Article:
Hiring sales reps in groups, is it too much of a good thing?

It has been common practice for years for companies to hire sales reps in large groups or classes.  Bringing on many times the true needed amount of associates in anticipation of most of them falling out within the first weeks if not days.  Many managers considering a group of 10 hires and wondering which 1 will last the first 90 days.

Recruiting firms coaching clients to over-hire, because you never know who is going to work out.  Telling stories of candidates that seem totally unqualified turning out to be sales stars for other clients.  Of course, these same recruiters are paid per hire and have a financial incentive to have everyone they can hired regardless of quality.  The darker side of this story is the larger number of washouts that never should have made the cut in the first place.  For every unpredicted success there are hundreds of unqualified candidates costing companies thousands of dollars in training and lost clients and then leaving.

What about larger groups that are qualified?  If a couple of high quality sales reps hired will produce sales and profit, won’t more added to the pot produce a larger return or at least guarantee a high quality person will come out of the mix?  The answer is no.  Once the tipping point is reached, every extra person hired negatively effects the entire group.  The question to ask yourself is, what is the healthy hiring amount?

Only take on the number of new employees your management team can support.  Every new hire needs personal daily attention to be successful.  Expect an hour of management time per hired person for the first month, and then gradually reducing over the first 90 days.  So if you take on a group of 10 sales reps your managers need a spare 10 hours per day to train, answer questions, and supervise these new employees.  If you feel your managers can work in 2 hours per day, aside from their normal tasks, then 2 new hires is the maximum you should hire.  More than that will dilute the attention the employees need, and will cause them all to leave over lack of support.

Match your hiring needs to available leads or market area.  When a company hires a new sales employee there is an implicit promise of potential clients.  If you hire above a reasonable anticipation of available leads the best scenario is a very strong recruit pulling the lion share and pushing out the other new hires.  The more likely outcome is the pool of leads gets over-spread leading to no one achieving success and all leaving.  Your company has a higher likelihood of keeping 2 sales reps hired with adequate access to potential clients, than retaining 2 out of 10 sales reps fighting over the same pool.  If you put too many sharks in a fish tank, you end up with no sharks.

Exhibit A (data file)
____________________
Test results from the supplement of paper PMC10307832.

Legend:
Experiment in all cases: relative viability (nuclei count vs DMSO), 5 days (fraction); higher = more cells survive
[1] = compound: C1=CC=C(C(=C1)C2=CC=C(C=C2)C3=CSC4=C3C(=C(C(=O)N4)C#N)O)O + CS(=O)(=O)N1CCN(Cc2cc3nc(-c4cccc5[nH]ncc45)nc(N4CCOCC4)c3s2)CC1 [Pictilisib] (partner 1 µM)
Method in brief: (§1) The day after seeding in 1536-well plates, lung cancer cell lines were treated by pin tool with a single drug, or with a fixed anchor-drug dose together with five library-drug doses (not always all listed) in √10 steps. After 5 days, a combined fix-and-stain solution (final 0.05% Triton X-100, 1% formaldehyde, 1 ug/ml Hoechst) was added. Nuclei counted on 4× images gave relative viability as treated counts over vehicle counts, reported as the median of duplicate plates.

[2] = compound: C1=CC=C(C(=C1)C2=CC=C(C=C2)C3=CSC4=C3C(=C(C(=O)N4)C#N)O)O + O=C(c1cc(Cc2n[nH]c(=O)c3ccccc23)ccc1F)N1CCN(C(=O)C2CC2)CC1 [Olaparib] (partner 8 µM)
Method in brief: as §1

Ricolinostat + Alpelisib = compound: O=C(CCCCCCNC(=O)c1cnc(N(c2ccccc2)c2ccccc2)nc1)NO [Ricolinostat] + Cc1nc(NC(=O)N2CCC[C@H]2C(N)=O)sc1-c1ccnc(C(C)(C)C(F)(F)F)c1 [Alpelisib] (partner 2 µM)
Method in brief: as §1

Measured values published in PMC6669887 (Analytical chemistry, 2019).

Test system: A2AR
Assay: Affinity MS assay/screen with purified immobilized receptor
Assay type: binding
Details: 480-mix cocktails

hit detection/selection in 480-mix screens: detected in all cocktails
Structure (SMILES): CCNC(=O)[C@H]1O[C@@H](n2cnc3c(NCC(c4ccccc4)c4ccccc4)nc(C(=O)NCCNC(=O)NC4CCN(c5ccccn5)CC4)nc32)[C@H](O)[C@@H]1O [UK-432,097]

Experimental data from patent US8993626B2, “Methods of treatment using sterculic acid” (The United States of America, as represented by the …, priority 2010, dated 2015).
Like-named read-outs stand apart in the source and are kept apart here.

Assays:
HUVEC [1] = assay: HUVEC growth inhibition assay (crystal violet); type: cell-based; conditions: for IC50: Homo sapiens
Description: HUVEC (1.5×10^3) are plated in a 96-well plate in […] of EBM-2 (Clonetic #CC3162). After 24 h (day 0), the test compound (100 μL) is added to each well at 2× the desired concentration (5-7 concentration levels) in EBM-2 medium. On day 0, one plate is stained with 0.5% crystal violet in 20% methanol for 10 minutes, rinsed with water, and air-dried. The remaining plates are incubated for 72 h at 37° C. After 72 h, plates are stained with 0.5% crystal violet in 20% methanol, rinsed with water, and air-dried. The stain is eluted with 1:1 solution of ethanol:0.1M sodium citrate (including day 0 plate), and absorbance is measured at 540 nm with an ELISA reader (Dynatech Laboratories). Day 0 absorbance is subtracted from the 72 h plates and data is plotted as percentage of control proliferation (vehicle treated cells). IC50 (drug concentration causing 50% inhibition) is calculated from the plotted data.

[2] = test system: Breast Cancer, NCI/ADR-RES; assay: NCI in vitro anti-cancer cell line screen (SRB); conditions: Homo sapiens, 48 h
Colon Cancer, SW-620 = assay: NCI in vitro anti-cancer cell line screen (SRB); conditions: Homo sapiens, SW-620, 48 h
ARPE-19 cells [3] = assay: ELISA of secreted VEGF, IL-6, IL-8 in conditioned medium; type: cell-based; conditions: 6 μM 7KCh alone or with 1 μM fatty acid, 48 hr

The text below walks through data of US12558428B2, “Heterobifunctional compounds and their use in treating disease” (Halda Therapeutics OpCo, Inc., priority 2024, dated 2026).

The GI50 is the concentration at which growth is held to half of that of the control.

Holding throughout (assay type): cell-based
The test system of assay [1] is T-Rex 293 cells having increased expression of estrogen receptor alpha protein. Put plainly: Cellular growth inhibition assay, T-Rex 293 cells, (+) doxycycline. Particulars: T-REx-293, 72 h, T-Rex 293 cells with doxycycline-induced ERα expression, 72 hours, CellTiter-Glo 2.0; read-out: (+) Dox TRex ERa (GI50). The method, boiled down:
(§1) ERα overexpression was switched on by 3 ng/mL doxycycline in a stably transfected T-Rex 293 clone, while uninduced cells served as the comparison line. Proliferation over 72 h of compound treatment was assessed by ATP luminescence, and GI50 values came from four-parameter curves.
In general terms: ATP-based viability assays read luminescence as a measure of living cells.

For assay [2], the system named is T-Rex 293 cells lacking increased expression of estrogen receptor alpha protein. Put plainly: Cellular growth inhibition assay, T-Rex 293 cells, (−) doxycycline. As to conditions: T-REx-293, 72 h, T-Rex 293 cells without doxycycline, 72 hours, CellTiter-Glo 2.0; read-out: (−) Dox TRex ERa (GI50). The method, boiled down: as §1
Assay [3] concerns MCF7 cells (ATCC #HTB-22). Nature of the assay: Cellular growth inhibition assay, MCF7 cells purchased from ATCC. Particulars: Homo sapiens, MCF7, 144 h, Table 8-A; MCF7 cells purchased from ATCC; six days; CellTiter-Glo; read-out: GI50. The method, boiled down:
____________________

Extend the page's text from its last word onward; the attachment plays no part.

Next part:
Consider the psychological impact on existing staff.  Hiring well above the perceived need on a sales floor tells the existing staff and new hires that their individual success is unimportant to the business.  Veteran sales staff see a division of potential clients that will drastically reduce their income.  They become resentful of the new employees, and at best will ignore them at worst actively work to get them to quit.  The new staff see the large hiring group and understand that they are anticipated to fail and leave.  The low perceived odds of success, with stories by veteran sales reps of all the people that started and quit before them, creates a toxic soup driving new sales hires out before they can taste any success.

In the end, hiring more than truly needed creates an environment of high turn-over.  A cycle of over-hiring, then drastic fall-off, makes for desperation hiring of marginal talent.  The best course is consistent high quality recruiting.  Bring on small batches of new employees that receive plenty of management attention and access to leads.  Always be looking for the best, means never getting stuck hiring the worst.  Either build a staffing program in house, or find a vendor that will staff consistently year round and isn’t based on volume hiring, but on consistent quality.

For additional questions, or to find out how Recruitment HQ can build a program for your company contact us and get a product demo.  Beat the turn-over cycle.

 

 

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